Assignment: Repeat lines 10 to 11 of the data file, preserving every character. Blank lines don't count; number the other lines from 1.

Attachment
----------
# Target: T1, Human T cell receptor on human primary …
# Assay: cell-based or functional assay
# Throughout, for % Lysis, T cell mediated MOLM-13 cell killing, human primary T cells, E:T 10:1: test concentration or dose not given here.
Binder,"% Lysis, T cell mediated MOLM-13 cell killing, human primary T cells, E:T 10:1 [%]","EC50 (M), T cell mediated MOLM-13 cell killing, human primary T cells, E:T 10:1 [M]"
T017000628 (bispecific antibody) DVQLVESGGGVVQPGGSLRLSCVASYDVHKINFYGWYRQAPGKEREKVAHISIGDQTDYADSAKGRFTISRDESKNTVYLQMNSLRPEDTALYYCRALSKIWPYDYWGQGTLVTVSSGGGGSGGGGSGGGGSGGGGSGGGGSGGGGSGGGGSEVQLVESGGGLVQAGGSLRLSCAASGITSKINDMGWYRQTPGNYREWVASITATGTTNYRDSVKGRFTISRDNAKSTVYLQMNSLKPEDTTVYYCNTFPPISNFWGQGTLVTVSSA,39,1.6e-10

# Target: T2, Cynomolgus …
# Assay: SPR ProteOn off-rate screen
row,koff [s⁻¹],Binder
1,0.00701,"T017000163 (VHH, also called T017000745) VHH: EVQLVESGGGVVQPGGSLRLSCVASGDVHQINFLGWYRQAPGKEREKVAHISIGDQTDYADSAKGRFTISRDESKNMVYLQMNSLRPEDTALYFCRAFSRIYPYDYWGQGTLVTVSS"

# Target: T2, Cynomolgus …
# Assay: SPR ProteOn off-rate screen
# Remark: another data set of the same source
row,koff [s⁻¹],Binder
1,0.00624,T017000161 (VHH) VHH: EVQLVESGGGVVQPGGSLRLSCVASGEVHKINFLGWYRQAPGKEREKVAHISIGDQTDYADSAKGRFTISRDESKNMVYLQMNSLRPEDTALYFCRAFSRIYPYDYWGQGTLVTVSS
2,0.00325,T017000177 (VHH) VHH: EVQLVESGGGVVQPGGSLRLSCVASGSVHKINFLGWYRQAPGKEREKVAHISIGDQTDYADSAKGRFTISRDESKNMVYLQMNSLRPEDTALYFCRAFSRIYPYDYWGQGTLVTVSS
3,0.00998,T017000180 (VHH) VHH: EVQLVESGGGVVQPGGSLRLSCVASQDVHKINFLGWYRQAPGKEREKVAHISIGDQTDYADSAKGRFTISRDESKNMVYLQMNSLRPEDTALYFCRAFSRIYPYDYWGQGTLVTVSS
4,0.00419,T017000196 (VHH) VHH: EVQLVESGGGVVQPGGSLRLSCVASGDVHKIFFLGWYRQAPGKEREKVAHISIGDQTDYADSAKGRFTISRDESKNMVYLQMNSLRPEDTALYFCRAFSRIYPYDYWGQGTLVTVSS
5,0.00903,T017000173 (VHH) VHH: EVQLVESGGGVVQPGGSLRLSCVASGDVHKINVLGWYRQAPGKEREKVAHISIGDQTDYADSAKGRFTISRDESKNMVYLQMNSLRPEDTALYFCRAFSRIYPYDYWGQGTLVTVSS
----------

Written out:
# Target: T2, Cynomolgus …
# Assay: SPR ProteOn off-rate screen